Not sure why I picked this one up, as I'm not terribly interested in Chicago's history or serial killers, but it was really good. Perhaps a little breathless at times, and with some awkward and unnecessary foreshadowing. Larson did a monumental amount of research to write this, and it almost reads like a novel (and was heavily influenced by "In Cold Blood").

#5651 pjbear05

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Posted 17 August 2019 - 11:30 AM

The Trump White House:  Changing the Rules of the Game, by Ronald Kessler.

A look into the side of Trump and his minions the public rarely, if ever sees.  Lots of juicy tidbits.

Especially  amusing chapter on his fight to make part of Mar-A-Lago an all inclusive private club, to the shock and horror of the West Palm Beach blue blood scene (where club membership by Jews and people of color is non-existent).

This is the fourth book of Kessler's I've read, all good.  Lots of inside D. C. dirt.

#5652 vaportrailer

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Posted 23 August 2019 - 04:55 PM

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S-21 (aka Tuol Sleng) was a school in Phnom Penh that was converted into a Khmer Rouge processing/detention center. Of the estimated 20 000 people that went through its doors, only 7 made it out alive.  Vann Nath was one of them. This is a brutal and depressing read, but a compelling and important story.

Vann Nath also took part in this documentary, if anyone is interested:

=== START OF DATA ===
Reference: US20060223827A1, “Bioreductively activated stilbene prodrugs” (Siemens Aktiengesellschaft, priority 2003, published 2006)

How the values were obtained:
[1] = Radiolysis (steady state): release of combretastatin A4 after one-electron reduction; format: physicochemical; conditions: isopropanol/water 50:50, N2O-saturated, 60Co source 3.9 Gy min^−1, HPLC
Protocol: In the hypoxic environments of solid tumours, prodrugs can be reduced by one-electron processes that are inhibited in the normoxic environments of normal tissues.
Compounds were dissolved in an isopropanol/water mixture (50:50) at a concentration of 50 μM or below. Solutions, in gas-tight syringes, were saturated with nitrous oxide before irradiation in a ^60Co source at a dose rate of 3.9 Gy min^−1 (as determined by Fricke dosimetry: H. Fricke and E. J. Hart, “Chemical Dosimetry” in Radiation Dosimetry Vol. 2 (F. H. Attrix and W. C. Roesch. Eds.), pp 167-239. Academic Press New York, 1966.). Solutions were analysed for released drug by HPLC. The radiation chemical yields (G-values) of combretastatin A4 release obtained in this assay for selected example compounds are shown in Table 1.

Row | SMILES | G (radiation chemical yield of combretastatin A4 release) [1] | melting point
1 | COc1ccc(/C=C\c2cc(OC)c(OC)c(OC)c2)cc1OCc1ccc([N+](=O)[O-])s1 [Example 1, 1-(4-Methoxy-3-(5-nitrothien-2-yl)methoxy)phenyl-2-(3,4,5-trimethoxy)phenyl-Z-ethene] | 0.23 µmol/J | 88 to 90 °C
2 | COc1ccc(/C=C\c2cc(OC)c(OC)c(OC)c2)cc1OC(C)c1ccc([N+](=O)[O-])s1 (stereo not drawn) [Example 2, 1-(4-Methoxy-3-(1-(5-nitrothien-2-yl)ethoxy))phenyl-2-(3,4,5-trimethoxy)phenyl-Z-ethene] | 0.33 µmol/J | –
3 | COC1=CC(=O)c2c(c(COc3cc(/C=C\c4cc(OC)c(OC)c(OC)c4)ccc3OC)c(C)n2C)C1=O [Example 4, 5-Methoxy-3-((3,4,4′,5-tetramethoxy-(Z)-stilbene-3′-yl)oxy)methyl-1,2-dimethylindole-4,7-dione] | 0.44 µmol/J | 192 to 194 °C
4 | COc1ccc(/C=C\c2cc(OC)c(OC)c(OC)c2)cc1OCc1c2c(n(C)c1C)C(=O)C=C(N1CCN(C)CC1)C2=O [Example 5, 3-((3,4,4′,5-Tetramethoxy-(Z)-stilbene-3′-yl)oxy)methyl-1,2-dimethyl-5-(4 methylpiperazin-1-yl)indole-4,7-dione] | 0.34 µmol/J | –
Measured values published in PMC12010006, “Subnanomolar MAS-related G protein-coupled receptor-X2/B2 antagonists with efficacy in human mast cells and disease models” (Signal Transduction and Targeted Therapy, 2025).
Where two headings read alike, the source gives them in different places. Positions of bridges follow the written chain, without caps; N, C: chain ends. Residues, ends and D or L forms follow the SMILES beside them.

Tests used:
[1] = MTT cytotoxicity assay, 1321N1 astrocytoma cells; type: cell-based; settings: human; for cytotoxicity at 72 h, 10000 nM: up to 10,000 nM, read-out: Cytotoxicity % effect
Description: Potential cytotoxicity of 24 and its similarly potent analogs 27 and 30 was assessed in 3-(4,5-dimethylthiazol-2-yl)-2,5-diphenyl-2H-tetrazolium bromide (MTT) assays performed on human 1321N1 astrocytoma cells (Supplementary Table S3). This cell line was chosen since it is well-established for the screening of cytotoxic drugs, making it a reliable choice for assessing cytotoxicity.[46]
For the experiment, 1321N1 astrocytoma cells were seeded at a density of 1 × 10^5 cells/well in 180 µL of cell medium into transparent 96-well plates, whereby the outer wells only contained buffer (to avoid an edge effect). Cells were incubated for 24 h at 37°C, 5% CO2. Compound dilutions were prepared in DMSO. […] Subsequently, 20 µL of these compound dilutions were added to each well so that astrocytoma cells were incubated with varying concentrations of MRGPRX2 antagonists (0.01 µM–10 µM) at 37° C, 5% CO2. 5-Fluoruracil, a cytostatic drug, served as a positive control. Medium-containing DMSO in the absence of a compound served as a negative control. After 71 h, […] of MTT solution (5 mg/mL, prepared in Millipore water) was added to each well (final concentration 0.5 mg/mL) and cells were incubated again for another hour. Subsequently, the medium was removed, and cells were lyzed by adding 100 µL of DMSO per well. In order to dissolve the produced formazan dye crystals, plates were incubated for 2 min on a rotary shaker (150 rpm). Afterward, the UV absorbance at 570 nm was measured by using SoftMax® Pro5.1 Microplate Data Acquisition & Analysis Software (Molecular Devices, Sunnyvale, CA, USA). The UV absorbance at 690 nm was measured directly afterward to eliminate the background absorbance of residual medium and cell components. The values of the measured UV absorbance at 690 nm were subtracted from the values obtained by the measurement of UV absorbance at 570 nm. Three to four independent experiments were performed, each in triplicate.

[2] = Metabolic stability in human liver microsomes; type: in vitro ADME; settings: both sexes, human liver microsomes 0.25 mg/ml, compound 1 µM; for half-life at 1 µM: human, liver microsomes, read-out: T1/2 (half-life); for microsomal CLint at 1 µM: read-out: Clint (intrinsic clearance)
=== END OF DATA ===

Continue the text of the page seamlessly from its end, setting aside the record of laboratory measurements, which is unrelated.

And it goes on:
#5653 vaportrailer

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Posted 30 August 2019 - 04:00 PM

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An enjoyable romp, filled with quirky characters.


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Reading "The Wild Boys," which is sort of like a cross between "Naked Lunch" and the "Tibetan Book of the Dead." :huh:
The first chapter is excellent, and then things get progressively more fractured and bizarre. The writing style is mostly traditional, although it veers off into impressionistic/impenetrable territory at times.

What I enjoy about Burroughs' fiction is his imagery. Whether nostalgic or grotesque, WSB is aware of the power of words, and can conjure up some amazing images, although I can do without the pornographic stuff. :blink:
There are parts of this that remind me of Ray Bradbury, weirdly enough (due to their Midwestern roots?). And some of it is quite funny. :o

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"Darkness falls on the ruined suburbs. Dim jerky stars are blowing away across an empty sky."


I f*ckin love reading.
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#5654 pjbear05

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Posted 10 September 2019 - 02:28 PM

View PostJack Aubrey, on 09 September 2004 - 09:55 PM, said:

Just got this today.

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Feherty is a riot! He's a former pro golfer and an announcer for the PGA tour. If you like golf you will also want to check out his other books 'Somewhere In Ireland A Village Is Missing An Idiot', which is a collection of his columns in Golf magazine, and 'A Nasty Bit Of Rough', an hilarious fiction novel about a golf rivalry between an Irish family and a Scottish one. Read it, or I will confiscate your Bungley back-up wedge!
"Oh, Billy Billy Billy Billy..."

#5655 pjbear05

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Posted 10 September 2019 - 02:30 PM